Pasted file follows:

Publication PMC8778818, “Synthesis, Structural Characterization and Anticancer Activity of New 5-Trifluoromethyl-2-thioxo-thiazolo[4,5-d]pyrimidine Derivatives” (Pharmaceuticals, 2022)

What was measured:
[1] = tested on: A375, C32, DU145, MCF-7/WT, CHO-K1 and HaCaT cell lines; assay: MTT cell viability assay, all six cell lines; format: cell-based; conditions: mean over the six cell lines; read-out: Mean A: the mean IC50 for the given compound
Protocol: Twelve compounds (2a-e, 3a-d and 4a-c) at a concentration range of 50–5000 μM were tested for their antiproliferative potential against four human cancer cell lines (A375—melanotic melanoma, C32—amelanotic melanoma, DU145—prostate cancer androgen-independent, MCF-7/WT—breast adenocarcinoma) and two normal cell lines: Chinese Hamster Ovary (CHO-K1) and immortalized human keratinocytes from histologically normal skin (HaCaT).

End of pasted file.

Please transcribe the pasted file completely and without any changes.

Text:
Publication PMC8778818, “Synthesis, Structural Characterization and Anticancer Activity of New 5-Trifluoromethyl-2-thioxo-thiazolo[4,5-d]pyrimidine Derivatives” (Pharmaceuticals, 2022)

What was measured:
[1] = tested on: A375, C32, DU145, MCF-7/WT, CHO-K1 and HaCaT cell lines; assay: MTT cell viability assay, all six cell lines; format: cell-based; conditions: mean over the six cell lines; read-out: Mean A: the mean IC50 for the given compound
Protocol: Twelve compounds (2a-e, 3a-d and 4a-c) at a concentration range of 50–5000 μM were tested for their antiproliferative potential against four human cancer cell lines (A375—melanotic melanoma, C32—amelanotic melanoma, DU145—prostate cancer androgen-independent, MCF-7/WT—breast adenocarcinoma) and two normal cell lines: Chinese Hamster Ovary (CHO-K1) and immortalized human keratinocytes from histologically normal skin (HaCaT).